How Tesla hits $600 per share


Tesla’s biggest cheerleader has to be Global Equities analyst Trip Chowdhry. Chowdhry’s way out in front of the average Tesla price target of $277.50. His price target? $385. That’s more than 75 percent higher than the stock’s current price. Why’s Chowdhry so bullish?

As I wrote yesterday (in Tesla stock worth more than Big 3 combined?), Chowdhry sees Tesla not just as an electric car-maker, but rather a new transportation conglomerate that includes cars, power grids, self-driving sensor networks, and – perhaps most importantly – batteries.

The Gigafactory alone, Chowdhry says, could be worth $50 billion. That’s twice Tesla’s current market cap. The Gigafactory’s “impact will be huge, that many of us in 2015 cannot see,” he writes, “but the ingredients of creating a completely new industry are perfectly in-place… just like MSFT created the Software Industry, AMZN created the E-Commerce Industry, and then later Cloud Computing Industry… Tesla is creating an Energy Storage Industry with GigaFactory.”

Tesla broke ground on the Gigafactory in October 2014, and the plant is expected to be operational in 2017 and at full production speed by 2020, when Tesla anticipates it will be producing 500,000 batteries a year for its cars. Panasonic sees potential in the Gigafactory. The Japanese electronics company is initially investing “tens of billions of yen” – hundreds of millions of dollars – into the factory.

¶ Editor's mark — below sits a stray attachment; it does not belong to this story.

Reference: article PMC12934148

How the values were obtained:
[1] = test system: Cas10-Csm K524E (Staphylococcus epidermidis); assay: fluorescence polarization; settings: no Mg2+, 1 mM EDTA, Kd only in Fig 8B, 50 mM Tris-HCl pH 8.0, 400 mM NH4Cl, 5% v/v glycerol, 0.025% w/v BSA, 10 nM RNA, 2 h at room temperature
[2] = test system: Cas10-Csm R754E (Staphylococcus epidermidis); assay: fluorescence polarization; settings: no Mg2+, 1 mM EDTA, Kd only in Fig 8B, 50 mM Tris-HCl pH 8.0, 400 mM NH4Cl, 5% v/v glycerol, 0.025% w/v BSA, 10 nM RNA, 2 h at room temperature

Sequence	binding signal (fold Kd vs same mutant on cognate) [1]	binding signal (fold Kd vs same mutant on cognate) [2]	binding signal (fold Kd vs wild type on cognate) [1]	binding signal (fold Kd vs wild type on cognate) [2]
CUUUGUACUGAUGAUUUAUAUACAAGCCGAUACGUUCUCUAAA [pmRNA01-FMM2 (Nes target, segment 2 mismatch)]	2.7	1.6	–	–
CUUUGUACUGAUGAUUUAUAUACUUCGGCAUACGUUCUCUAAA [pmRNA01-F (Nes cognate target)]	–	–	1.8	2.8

It’s a particularly interesting partnership as Tesla currently buys batteries for its cars from Panasonic. “Each Model S sedan contains more than 7,000 lithium-ion battery cells, which Tesla gets from Panasonic,” writes the Mercury News. “While the battery cells are similar to those used in laptops and game consoles, Tesla’s are specifically designed for electric vehicles and were jointly developed by Tesla and Panasonic.”

Juice for your home

During its last quarterly conference call, Tesla announced plans for an entirely new battery product: home batteries. The energy storage devices would store backup juice for solar-powered homes or traditionally-powered homes that want backup in case of outages. The batteries are said to have enough capacity to power a standard home for a week.

As the solar market grows, home battery systems will likely become common. That means we could see a marketplace for millions, or perhaps tens of millions of the new batteries. The U.S. solar industry is expected to complete its one millionth installation in 2015. That’s includes business and residential installations. “There are now over 17,500 MW of cumulative solar electric capacity operating in the U.S., enough to power more than 3.5 million average American homes,” SEIA writes.

The Gigafactory’s scale is hard to conceptualize. Once it reaches full capacity in 2020, it’s expected to produce as much battery power as was produced throughout the world in 2013. That’s huge, and it’s almost enough to make you buy into Chowdhry’s storyline.

If the Gigafactory did add $50 billion in market cap to Tesla’s stock price, shares would be trading at $598, and Tesla would be worth more than GM. It’ll be interesting to see if we’re truly seeing a revolution or Chowdhry’s just drinking Elon’s Kool-Aid.

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